It’s intended to make up for the council meeting canceled earlier this week, when 13 protesters flooded into the mayor’s office to hold a sit-in, triggering a lockdown at City Hall. They were arrested on criminal trespassing and other charges.
Council President Ken Sanchez said the protesters can attend Monday’s special meeting unless there’s a court order saying otherwise.
A judge did ban one protester, David Correia, from City Hall after he was charged with battery on a police officer during Monday’s protest. Correia says the charge is without merit.
Sanchez said the council’s interim rules prohibiting signs and requiring comments to be germane to the agenda will remain in place.
There will be no general public comment period, when people can sign up to address the council on any topic they want, because it’s a special, not a regular, meeting. Speakers can still sign up on individual agenda items if they want to address the council on a particular bill.
Councilors are divided over whether to take up one of the biggest pieces of legislation on their plate: a proposal to abolish the Police Oversight Commission and replace it with a new “Civilian Police Oversight Agency” with a dedicated source of funding and some expanded power.
The proposal is jointly sponsored by Brad Winter and Rey Garduño, both of whom want action on it.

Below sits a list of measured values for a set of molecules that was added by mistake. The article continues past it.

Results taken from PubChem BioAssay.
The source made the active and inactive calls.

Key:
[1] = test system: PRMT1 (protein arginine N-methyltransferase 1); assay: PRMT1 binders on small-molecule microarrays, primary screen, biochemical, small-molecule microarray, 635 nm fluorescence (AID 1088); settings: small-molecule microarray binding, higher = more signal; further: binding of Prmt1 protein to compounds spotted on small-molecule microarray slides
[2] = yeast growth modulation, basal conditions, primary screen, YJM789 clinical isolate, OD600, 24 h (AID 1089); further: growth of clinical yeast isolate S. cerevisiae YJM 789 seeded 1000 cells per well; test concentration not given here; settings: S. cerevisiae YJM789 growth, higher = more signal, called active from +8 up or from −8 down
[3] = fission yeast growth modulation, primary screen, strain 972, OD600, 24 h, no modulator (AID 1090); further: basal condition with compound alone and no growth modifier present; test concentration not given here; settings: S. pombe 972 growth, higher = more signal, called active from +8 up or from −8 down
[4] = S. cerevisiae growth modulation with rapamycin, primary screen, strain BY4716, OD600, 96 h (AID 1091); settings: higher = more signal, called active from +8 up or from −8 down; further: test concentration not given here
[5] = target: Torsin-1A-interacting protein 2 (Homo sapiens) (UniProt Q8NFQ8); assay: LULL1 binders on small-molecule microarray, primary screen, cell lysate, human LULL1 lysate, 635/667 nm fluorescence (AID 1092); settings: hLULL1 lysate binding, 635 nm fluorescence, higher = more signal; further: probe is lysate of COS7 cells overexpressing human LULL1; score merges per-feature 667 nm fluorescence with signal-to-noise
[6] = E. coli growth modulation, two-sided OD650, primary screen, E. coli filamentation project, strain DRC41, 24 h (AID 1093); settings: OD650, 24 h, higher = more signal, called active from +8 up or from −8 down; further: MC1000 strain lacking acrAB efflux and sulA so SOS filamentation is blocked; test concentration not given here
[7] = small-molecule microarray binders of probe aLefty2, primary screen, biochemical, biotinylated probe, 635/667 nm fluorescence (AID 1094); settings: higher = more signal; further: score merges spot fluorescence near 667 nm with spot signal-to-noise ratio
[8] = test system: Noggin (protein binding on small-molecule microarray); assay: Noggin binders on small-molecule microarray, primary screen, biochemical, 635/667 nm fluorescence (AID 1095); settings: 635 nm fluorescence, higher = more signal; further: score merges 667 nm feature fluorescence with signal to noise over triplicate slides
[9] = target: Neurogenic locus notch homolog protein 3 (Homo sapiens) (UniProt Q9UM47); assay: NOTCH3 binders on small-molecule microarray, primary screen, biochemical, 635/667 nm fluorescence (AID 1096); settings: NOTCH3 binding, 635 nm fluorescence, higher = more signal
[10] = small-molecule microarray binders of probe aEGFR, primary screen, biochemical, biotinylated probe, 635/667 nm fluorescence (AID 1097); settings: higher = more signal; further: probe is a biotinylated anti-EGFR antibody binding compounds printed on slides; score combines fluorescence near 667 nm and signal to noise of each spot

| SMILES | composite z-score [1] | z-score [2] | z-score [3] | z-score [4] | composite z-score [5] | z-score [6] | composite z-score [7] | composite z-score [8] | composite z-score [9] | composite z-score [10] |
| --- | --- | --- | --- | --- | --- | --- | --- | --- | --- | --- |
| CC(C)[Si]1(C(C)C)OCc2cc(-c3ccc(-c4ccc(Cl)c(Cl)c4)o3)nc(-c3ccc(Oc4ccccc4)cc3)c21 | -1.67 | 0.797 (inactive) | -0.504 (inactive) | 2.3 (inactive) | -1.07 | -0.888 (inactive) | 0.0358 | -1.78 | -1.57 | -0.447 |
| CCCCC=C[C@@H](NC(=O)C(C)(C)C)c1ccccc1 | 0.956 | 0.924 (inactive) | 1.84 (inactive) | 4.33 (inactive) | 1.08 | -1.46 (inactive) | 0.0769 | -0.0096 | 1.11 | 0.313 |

But others say the council should wait because the city is in talks with the Department of Justice about reforming Albuquerque’s police force. Some of the specific recommendations are expected to touch on civilian oversight of APD.
Councilor Sanchez suggests waiting.
“I think we need to take a step back and look at the recommendations of the DOJ,” Sanchez said. The legislation “must be near perfect when we finish this board.”
Garduño sees no reason for delay.
The federal investigation “shouldn’t conflict with what we’re doing,” he said. “Many of the recommendations are in large part included in the legislation.”
Also on Monday’s agenda is a proposal to impose a new one-eighth cent gross-receipts tax, which would add 12.5 cents to a $100 purchase. The revenue would be earmarked for helping people struggling with mental illness, homelessness or addiction.